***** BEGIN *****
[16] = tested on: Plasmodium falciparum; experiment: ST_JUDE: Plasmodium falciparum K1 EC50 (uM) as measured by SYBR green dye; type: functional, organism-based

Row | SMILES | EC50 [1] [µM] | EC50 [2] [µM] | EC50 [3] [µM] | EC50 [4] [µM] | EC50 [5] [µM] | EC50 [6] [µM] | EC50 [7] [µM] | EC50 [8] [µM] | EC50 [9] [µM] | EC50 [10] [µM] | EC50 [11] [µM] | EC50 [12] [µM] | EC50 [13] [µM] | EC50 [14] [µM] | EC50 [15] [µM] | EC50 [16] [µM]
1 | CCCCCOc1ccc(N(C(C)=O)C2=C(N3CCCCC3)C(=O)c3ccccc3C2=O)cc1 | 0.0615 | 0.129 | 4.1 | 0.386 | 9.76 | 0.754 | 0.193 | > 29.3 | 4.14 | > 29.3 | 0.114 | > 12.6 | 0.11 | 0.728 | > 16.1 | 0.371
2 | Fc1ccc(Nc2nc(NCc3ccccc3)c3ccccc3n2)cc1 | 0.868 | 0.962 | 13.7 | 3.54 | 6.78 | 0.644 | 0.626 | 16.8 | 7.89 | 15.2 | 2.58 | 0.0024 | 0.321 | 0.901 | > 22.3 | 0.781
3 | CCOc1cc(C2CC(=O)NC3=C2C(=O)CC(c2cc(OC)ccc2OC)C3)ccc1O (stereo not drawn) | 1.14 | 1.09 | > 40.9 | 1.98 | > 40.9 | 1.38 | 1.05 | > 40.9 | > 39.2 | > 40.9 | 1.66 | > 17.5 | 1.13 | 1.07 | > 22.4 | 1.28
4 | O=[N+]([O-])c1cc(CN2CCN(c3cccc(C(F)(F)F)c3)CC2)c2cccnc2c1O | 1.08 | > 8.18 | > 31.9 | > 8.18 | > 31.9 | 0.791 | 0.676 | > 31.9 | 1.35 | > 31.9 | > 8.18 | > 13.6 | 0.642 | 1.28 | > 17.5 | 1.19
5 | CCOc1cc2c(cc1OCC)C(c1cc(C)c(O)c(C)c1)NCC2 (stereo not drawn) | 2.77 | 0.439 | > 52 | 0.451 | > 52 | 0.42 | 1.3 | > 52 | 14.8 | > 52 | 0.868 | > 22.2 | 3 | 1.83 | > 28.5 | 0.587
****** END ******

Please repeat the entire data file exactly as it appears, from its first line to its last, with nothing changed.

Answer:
[16] = tested on: Plasmodium falciparum; experiment: ST_JUDE: Plasmodium falciparum K1 EC50 (uM) as measured by SYBR green dye; type: functional, organism-based

Row | SMILES | EC50 [1] [µM] | EC50 [2] [µM] | EC50 [3] [µM] | EC50 [4] [µM] | EC50 [5] [µM] | EC50 [6] [µM] | EC50 [7] [µM] | EC50 [8] [µM] | EC50 [9] [µM] | EC50 [10] [µM] | EC50 [11] [µM] | EC50 [12] [µM] | EC50 [13] [µM] | EC50 [14] [µM] | EC50 [15] [µM] | EC50 [16] [µM]
1 | CCCCCOc1ccc(N(C(C)=O)C2=C(N3CCCCC3)C(=O)c3ccccc3C2=O)cc1 | 0.0615 | 0.129 | 4.1 | 0.386 | 9.76 | 0.754 | 0.193 | > 29.3 | 4.14 | > 29.3 | 0.114 | > 12.6 | 0.11 | 0.728 | > 16.1 | 0.371
2 | Fc1ccc(Nc2nc(NCc3ccccc3)c3ccccc3n2)cc1 | 0.868 | 0.962 | 13.7 | 3.54 | 6.78 | 0.644 | 0.626 | 16.8 | 7.89 | 15.2 | 2.58 | 0.0024 | 0.321 | 0.901 | > 22.3 | 0.781
3 | CCOc1cc(C2CC(=O)NC3=C2C(=O)CC(c2cc(OC)ccc2OC)C3)ccc1O (stereo not drawn) | 1.14 | 1.09 | > 40.9 | 1.98 | > 40.9 | 1.38 | 1.05 | > 40.9 | > 39.2 | > 40.9 | 1.66 | > 17.5 | 1.13 | 1.07 | > 22.4 | 1.28
4 | O=[N+]([O-])c1cc(CN2CCN(c3cccc(C(F)(F)F)c3)CC2)c2cccnc2c1O | 1.08 | > 8.18 | > 31.9 | > 8.18 | > 31.9 | 0.791 | 0.676 | > 31.9 | 1.35 | > 31.9 | > 8.18 | > 13.6 | 0.642 | 1.28 | > 17.5 | 1.19
5 | CCOc1cc2c(cc1OCC)C(c1cc(C)c(O)c(C)c1)NCC2 (stereo not drawn) | 2.77 | 0.439 | > 52 | 0.451 | > 52 | 0.42 | 1.3 | > 52 | 14.8 | > 52 | 0.868 | > 22.2 | 3 | 1.83 | > 28.5 | 0.587